Marking the time / date I first saw this - it's great to witness the future.
 
i once bookmarked your site header, the one i perspective 1-2 year back i guess (discovered via smashing magazine post), and with this new post.. i am book marking the <2012> post
:-D
 
Did you hear that sound? That was my jaw dropping. Well done, Sir. Well done.

I was stumbling over "losing momentum scrolling" though and this needs some clarification, I think.

Since iOS5, there's a property called -webkit-overflow-scrolling: touch which makes momentum scrolling in overflowing elements perfectly possible (in theory). I'm pretty sure +Steven Wittens even played with it. The unfortunate truth, though, is that this property obviously has more than one bug aka side effect. One of them I was able to demonstrate in this testcase: http://halfbyte.github.com/webkit-ios-bugs/touchscroll.html, another one is that Steven's site completely breaks down when adding the property to the scroll container. I just tried it with the iOS Simulator and iWebInspector (cool tool to debug iOS webkit issues, btw.)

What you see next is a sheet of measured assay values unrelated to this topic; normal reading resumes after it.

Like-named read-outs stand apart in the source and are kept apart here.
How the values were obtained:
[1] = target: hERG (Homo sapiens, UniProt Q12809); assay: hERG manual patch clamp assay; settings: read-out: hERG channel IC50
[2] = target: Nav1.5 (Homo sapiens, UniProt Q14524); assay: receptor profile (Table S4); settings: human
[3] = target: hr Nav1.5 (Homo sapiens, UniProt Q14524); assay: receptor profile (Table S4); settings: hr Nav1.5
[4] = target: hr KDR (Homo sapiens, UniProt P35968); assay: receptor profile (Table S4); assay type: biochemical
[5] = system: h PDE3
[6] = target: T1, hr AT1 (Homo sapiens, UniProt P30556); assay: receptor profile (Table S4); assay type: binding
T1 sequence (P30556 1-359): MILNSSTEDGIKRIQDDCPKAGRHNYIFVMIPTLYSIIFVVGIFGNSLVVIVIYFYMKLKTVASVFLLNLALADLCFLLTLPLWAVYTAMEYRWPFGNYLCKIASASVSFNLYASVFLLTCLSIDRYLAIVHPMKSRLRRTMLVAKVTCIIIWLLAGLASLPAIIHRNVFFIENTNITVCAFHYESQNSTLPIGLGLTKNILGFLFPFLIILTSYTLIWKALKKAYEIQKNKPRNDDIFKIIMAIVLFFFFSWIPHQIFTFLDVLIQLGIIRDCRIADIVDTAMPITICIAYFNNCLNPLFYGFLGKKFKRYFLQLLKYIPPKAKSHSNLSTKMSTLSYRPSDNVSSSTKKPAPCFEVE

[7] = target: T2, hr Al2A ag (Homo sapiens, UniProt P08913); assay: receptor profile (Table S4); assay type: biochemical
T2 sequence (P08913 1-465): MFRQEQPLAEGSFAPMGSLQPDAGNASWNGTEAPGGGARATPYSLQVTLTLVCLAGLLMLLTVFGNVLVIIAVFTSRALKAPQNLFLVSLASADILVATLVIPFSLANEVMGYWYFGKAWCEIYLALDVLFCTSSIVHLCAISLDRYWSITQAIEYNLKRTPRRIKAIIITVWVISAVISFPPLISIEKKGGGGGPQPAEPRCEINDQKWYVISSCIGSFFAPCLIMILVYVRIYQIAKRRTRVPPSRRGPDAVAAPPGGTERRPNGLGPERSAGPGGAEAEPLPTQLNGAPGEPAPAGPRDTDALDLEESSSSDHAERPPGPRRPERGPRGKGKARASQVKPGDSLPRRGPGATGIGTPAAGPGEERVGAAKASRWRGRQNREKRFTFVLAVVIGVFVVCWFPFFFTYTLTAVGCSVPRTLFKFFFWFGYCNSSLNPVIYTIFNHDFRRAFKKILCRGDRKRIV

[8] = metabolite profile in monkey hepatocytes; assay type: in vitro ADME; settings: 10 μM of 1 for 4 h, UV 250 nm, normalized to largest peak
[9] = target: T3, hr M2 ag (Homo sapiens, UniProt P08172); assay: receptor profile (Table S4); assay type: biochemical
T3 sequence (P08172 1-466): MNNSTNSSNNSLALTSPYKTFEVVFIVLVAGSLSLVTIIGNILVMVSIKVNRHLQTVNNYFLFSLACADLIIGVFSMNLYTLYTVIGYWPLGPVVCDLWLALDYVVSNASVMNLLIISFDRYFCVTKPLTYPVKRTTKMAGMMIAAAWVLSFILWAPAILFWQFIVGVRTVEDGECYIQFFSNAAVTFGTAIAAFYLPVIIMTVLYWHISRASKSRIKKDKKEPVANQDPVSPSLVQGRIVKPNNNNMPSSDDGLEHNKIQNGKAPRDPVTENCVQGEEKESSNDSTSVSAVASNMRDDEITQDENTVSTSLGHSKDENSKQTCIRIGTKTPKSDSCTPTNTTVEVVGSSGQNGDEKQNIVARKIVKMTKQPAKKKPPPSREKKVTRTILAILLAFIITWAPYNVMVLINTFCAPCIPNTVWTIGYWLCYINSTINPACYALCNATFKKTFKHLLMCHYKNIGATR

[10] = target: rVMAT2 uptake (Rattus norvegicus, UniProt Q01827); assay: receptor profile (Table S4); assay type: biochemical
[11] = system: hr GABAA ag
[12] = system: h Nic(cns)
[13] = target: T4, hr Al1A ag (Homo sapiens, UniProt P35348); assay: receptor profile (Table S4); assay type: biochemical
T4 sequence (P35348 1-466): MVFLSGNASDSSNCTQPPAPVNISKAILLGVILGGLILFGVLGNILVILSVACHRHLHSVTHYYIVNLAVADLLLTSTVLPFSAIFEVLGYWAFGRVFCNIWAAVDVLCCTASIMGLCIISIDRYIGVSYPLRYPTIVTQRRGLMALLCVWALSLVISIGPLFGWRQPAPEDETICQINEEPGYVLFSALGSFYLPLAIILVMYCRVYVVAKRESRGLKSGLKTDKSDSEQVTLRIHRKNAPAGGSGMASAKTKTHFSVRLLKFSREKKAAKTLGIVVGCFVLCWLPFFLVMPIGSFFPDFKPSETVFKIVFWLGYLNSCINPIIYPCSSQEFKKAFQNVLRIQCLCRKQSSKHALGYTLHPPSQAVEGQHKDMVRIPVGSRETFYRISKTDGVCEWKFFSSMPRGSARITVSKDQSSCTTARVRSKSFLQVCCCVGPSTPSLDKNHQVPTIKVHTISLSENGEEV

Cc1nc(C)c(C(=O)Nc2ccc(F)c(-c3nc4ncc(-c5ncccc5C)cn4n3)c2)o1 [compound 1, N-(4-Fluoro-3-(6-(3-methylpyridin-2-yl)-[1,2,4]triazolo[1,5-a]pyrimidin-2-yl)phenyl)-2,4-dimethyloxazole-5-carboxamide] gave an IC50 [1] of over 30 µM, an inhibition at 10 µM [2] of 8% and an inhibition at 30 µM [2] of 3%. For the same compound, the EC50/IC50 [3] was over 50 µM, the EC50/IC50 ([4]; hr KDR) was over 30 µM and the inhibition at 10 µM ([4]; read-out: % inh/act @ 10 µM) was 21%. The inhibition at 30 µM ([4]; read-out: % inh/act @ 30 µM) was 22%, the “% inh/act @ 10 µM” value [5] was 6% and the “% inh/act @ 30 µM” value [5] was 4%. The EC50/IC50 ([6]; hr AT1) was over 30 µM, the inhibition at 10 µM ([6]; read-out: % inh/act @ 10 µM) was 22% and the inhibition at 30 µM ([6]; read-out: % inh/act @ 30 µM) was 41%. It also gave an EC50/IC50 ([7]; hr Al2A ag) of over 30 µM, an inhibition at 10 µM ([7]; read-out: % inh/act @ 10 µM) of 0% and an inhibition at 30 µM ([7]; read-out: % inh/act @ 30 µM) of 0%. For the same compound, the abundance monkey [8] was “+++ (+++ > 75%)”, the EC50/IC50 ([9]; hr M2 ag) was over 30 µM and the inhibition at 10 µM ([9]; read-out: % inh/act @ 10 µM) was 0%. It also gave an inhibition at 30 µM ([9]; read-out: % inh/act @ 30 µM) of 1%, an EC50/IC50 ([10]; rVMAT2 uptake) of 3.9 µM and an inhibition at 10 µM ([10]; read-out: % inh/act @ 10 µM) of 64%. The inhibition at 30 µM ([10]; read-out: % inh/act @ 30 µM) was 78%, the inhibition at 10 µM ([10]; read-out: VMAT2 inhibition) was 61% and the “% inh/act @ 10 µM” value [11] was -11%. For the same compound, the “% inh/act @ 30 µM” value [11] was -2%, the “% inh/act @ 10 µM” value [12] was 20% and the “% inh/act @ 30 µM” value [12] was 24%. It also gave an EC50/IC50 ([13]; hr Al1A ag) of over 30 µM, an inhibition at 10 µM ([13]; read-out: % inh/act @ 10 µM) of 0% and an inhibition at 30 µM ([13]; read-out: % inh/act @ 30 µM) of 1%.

I'm pretty sure this can and will be fixed soon, but until now, momentum scrolling on iOS webkit in overflowing elements is something that pretty much works on a random basis.
 
+Jan Krutisch I didn't know about this feature until today, but yeah, I discovered the same incompatibility.
 
very impressive! quite an inspiration to push the boundaries further
 
Amazing stuff, as if enough people are not already saying that ^_^

You also mentioned switching your site to jekyll. Static generation is totally the way to go for virtually any type of site that does not actually need dynamic content. I actually played with jekyll quite a bit but ended up writing my own python alternative (http://github.com/lrvick/rant).

For commenting on my site (http://lrvick.net) I ended up going with disqus which works quite nicely within my jinja2 template implementation. Should be trivial to do similar in jekyll.

Anyway, keep up the amazing work :-)
 
Wow, nice website. I would love to use the slide effect (when clicking on a link) for my own site if thats ok.
I can imagine how to do that with ajax. Click on link, get content, put it in a conatiner and do some transitions (css and/or javascript). But this would mean the Url stays the same, which it doesnt at your site. Could you post a short comment how you do this ?without? ajax.